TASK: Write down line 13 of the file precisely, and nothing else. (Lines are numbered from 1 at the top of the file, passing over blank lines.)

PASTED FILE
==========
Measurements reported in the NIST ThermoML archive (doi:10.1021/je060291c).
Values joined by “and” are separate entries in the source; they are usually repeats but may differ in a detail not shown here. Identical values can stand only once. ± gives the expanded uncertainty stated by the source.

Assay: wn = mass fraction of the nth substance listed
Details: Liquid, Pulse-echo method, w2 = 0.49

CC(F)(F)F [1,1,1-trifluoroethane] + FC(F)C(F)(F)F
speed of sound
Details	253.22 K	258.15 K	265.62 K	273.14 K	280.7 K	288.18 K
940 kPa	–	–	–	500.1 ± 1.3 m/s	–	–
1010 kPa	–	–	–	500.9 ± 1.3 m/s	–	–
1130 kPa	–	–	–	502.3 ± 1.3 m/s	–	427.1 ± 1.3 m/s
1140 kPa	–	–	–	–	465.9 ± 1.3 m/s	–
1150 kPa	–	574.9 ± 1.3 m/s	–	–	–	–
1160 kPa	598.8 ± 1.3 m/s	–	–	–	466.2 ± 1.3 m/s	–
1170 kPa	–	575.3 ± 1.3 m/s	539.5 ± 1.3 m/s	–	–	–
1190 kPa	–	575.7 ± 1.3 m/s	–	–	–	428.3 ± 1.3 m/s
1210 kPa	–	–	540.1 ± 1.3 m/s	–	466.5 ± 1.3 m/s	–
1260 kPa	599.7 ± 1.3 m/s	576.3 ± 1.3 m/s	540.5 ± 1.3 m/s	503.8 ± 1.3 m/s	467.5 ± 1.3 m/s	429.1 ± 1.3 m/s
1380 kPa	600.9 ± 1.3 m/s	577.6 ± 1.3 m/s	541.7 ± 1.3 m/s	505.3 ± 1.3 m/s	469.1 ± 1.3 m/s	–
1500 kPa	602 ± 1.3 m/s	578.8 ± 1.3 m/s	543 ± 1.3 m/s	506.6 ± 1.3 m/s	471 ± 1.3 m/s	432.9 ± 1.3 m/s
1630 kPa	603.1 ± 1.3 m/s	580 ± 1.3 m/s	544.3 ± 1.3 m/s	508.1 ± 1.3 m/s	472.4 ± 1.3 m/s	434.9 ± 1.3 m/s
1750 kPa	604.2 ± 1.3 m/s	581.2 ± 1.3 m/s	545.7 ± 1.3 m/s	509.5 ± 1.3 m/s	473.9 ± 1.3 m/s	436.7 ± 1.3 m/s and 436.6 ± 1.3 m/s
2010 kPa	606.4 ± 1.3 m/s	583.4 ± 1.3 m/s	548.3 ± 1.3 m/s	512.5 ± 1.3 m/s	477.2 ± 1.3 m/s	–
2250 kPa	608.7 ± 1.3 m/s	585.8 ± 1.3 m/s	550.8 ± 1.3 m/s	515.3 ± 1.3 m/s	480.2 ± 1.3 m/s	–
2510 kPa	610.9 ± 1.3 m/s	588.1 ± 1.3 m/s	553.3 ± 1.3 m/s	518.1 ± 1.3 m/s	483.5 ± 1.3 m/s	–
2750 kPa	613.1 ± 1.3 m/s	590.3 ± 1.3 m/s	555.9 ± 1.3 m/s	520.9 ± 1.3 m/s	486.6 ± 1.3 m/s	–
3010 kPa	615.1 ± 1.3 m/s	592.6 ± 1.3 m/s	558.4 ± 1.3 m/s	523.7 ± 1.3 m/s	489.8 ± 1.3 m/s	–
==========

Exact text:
1160 kPa	598.8 ± 1.3 m/s	–	–	–	466.2 ± 1.3 m/s	–